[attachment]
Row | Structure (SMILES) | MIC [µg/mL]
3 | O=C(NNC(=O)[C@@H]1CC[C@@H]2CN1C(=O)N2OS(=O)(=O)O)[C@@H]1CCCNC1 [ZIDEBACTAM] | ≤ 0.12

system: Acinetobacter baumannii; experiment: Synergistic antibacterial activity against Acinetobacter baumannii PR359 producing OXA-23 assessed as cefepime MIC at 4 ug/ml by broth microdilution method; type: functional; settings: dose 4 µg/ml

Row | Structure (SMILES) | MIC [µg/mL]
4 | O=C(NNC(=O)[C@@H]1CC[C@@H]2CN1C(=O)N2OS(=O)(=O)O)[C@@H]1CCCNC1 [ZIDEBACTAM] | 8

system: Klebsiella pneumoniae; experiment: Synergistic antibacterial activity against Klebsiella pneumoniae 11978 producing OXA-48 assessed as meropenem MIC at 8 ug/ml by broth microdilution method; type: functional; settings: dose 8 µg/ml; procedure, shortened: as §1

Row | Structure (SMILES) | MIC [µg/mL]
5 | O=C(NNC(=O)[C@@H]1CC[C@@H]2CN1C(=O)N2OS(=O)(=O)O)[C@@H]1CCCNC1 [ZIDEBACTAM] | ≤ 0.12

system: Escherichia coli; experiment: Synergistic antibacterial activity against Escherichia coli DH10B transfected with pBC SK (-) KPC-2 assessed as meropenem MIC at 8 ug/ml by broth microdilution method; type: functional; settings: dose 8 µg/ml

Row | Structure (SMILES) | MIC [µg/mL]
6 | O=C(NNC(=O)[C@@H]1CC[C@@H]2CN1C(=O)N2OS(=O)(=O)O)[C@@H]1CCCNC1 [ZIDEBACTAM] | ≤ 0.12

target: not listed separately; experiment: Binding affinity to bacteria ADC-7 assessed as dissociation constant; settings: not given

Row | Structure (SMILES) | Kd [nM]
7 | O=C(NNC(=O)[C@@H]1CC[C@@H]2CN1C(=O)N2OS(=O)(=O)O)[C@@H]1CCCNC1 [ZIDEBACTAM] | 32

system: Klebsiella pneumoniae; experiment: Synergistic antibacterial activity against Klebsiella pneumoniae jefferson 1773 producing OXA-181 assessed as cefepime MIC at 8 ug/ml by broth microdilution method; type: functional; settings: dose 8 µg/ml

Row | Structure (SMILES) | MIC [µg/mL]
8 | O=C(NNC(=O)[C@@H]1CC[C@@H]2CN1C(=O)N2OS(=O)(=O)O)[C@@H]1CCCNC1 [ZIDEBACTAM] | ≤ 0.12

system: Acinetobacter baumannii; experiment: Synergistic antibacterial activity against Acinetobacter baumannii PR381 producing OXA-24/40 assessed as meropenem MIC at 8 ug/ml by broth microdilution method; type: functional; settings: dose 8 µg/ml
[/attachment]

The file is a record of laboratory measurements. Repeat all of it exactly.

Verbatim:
Row | Structure (SMILES) | MIC [µg/mL]
3 | O=C(NNC(=O)[C@@H]1CC[C@@H]2CN1C(=O)N2OS(=O)(=O)O)[C@@H]1CCCNC1 [ZIDEBACTAM] | ≤ 0.12

system: Acinetobacter baumannii; experiment: Synergistic antibacterial activity against Acinetobacter baumannii PR359 producing OXA-23 assessed as cefepime MIC at 4 ug/ml by broth microdilution method; type: functional; settings: dose 4 µg/ml

Row | Structure (SMILES) | MIC [µg/mL]
4 | O=C(NNC(=O)[C@@H]1CC[C@@H]2CN1C(=O)N2OS(=O)(=O)O)[C@@H]1CCCNC1 [ZIDEBACTAM] | 8

system: Klebsiella pneumoniae; experiment: Synergistic antibacterial activity against Klebsiella pneumoniae 11978 producing OXA-48 assessed as meropenem MIC at 8 ug/ml by broth microdilution method; type: functional; settings: dose 8 µg/ml; procedure, shortened: as §1

Row | Structure (SMILES) | MIC [µg/mL]
5 | O=C(NNC(=O)[C@@H]1CC[C@@H]2CN1C(=O)N2OS(=O)(=O)O)[C@@H]1CCCNC1 [ZIDEBACTAM] | ≤ 0.12

system: Escherichia coli; experiment: Synergistic antibacterial activity against Escherichia coli DH10B transfected with pBC SK (-) KPC-2 assessed as meropenem MIC at 8 ug/ml by broth microdilution method; type: functional; settings: dose 8 µg/ml

Row | Structure (SMILES) | MIC [µg/mL]
6 | O=C(NNC(=O)[C@@H]1CC[C@@H]2CN1C(=O)N2OS(=O)(=O)O)[C@@H]1CCCNC1 [ZIDEBACTAM] | ≤ 0.12

target: not listed separately; experiment: Binding affinity to bacteria ADC-7 assessed as dissociation constant; settings: not given

Row | Structure (SMILES) | Kd [nM]
7 | O=C(NNC(=O)[C@@H]1CC[C@@H]2CN1C(=O)N2OS(=O)(=O)O)[C@@H]1CCCNC1 [ZIDEBACTAM] | 32

system: Klebsiella pneumoniae; experiment: Synergistic antibacterial activity against Klebsiella pneumoniae jefferson 1773 producing OXA-181 assessed as cefepime MIC at 8 ug/ml by broth microdilution method; type: functional; settings: dose 8 µg/ml

Row | Structure (SMILES) | MIC [µg/mL]
8 | O=C(NNC(=O)[C@@H]1CC[C@@H]2CN1C(=O)N2OS(=O)(=O)O)[C@@H]1CCCNC1 [ZIDEBACTAM] | ≤ 0.12

system: Acinetobacter baumannii; experiment: Synergistic antibacterial activity against Acinetobacter baumannii PR381 producing OXA-24/40 assessed as meropenem MIC at 8 ug/ml by broth microdilution method; type: functional; settings: dose 8 µg/ml